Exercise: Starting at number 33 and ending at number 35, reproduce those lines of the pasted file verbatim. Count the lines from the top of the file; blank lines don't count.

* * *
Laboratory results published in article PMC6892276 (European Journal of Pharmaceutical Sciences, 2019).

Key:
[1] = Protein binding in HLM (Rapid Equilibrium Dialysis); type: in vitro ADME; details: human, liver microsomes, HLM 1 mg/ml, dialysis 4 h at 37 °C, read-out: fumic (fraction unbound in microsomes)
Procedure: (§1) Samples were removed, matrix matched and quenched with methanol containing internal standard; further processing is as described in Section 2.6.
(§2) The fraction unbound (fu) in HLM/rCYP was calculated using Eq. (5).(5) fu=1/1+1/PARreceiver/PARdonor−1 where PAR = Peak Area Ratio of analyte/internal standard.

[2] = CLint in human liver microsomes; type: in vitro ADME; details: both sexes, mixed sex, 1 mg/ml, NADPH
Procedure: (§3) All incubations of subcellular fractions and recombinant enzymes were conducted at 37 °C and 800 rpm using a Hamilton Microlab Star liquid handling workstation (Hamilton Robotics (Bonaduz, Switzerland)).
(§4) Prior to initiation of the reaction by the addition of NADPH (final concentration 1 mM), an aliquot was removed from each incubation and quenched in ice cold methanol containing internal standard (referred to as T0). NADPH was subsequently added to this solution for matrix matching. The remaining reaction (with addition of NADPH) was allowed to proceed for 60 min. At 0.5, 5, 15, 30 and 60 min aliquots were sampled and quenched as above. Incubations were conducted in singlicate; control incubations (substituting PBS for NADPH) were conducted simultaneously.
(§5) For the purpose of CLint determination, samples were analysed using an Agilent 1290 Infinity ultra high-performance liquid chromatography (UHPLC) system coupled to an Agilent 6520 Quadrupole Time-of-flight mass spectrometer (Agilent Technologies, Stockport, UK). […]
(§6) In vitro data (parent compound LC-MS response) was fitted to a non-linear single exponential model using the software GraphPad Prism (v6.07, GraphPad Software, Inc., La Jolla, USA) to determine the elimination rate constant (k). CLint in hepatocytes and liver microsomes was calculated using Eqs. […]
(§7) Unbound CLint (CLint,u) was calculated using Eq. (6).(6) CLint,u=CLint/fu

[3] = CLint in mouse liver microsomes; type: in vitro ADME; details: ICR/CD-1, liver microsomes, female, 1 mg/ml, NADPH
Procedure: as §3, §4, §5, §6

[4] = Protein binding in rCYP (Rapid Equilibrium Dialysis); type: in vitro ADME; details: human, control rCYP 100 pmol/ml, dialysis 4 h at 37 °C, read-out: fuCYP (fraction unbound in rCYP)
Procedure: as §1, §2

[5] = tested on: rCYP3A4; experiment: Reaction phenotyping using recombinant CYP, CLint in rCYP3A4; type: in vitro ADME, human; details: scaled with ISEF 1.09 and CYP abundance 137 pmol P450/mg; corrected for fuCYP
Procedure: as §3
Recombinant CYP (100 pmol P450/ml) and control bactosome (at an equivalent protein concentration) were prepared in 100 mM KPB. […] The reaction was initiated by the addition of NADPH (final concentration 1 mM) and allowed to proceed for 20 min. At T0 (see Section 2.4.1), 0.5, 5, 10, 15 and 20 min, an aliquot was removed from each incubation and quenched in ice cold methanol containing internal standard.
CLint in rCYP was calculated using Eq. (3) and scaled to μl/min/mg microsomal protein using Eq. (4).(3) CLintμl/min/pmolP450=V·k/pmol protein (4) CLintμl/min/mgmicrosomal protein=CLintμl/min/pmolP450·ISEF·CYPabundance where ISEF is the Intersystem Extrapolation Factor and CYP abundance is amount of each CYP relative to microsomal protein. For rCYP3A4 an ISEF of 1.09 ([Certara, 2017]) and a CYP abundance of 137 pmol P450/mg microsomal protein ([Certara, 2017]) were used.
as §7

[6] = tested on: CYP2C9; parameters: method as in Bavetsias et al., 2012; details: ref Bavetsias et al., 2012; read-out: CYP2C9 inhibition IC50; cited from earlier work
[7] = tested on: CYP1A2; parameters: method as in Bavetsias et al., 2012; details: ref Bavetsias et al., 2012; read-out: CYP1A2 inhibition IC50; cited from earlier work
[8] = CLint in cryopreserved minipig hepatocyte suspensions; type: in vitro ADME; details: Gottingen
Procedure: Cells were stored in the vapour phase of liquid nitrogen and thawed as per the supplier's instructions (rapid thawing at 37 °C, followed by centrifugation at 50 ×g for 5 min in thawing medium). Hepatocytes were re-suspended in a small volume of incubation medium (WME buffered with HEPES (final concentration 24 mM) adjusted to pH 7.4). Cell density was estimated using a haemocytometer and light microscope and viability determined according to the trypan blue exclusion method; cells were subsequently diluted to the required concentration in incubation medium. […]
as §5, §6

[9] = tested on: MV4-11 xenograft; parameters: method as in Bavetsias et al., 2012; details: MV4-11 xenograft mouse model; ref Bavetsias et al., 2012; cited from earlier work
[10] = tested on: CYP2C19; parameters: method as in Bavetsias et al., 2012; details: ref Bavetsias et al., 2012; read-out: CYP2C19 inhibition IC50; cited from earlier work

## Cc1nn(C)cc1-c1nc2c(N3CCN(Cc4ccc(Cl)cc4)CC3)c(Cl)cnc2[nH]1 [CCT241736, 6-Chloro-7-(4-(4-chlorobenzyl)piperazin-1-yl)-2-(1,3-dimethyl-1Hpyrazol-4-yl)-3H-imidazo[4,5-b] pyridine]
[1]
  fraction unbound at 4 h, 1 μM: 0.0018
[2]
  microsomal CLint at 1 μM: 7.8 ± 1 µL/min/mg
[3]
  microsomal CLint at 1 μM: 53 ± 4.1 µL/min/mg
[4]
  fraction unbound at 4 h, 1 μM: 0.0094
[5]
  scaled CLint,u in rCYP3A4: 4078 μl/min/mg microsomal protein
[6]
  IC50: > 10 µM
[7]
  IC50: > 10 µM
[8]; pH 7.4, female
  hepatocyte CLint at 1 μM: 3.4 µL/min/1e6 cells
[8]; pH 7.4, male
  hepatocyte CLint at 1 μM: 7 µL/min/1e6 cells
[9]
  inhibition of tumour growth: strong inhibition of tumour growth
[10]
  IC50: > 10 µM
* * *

[3]
  microsomal CLint at 1 μM: 53 ± 4.1 µL/min/mg
[4]